Friday, July 08, 2005

Morality in the Animal Kingdom

An interesting article in this week's Time examines the moral code of some animals. Researchers studying the behavior of dogs, primates and dolphins have discovered unmistakable instances in which the animals show true altruism, fairness and empathy.

Michael Lemonick reports that such conclusions are revelatory, considering that it wasn't so very long ago that scientists discounted the notion that creatures even had emotions:

"Ethologists are also starting to accept the once radical idea that some animals -- primarily the social ones such as dogs, chimps, hyenas, monkeys, dolphins, birds and even rats -- possess not just raw emotions but also subtler and more sophisticated mental states, including envy, empathy, altruism and a sense of fairness. 'They have the ingredients we use for morality,' says Frans de Waal, a professor of primate behavior at Emory University in Atlanta, referring to the monkeys and chimps he studies."

The article follows some of the findings of University of Colorado ethologist Marc Bekoff, who has discovered how the "play bow" is only one of many social signals that canines use to convey feelings of camaraderie and good will.

Read on:

"Play between dogs involves extremely complex, precise behavior, he (Bekoff) says. 'They're really close, they're mouthing, but they don't bite their own lips; they almost never bite the lip of the other animal hard, nor the eyes, nor the ears.' And that requires communication and constant feedback. 'Just think of basketball players faking left and going right,' says Bekoff. 'There's no way you could be doing that by pure instinct.'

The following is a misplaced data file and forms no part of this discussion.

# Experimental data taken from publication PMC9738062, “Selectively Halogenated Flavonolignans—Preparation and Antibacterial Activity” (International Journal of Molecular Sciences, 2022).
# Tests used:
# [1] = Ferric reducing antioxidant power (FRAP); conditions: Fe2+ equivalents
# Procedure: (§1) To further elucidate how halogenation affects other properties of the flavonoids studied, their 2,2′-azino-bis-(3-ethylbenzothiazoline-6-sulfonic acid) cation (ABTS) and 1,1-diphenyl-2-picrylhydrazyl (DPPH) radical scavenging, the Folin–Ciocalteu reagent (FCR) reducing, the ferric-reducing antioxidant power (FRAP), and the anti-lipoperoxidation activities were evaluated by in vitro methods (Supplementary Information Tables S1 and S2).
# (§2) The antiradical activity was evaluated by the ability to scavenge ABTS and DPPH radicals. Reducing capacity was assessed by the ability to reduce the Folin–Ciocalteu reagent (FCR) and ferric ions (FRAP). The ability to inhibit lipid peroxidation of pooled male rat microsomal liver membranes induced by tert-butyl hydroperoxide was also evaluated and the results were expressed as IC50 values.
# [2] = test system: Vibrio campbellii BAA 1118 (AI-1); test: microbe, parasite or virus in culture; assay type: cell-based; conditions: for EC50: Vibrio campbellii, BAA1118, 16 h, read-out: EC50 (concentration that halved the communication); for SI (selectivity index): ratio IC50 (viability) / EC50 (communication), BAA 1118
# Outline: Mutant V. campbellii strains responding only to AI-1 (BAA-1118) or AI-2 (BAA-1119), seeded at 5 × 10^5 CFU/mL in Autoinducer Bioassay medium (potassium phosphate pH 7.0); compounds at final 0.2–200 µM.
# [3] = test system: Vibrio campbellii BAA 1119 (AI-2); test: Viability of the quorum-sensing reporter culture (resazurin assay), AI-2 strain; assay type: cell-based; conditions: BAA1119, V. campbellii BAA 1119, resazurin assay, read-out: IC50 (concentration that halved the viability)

"As for the play bow, his guess that it meant more than just 'Let's play' turned out to be correct. 'It says, "I want to play with you" but also "I'm sorry I bit you so hard" or "I'm going to bite you hard, but don't take it seriously." ' It even works between species: Bekoff has seen wild coyotes bow to dogs -- and vice versa -- before they engage in something like play. 'At least they don't fight,' says Bekoff. 'The play bow changes the whole mood.'

"Meanwhile, dishonesty is punished across all canid species. 'I know coyotes best,' says Bekoff. 'Coyotes will signal play and then try to fight or mate with others, but if they do that enough, they can't get other animals to play.' "

Wow. So wild animals are capable of justice and fair play.

Maybe, just maybe, there is hope for this guy ...

Then again ... probably not.


At 3:04 PM, Anonymous Anonymous said...

Hmmm... rats in the same category as dogs, dolphins and chimps...

At 11:50 AM, Anonymous Anonymous said...

This BBC article also shows that chimpanzees show rudimentary signs of human level altruism, thereby refuting the old dogma that only humans would help others when they themselves had nothing to benefit.


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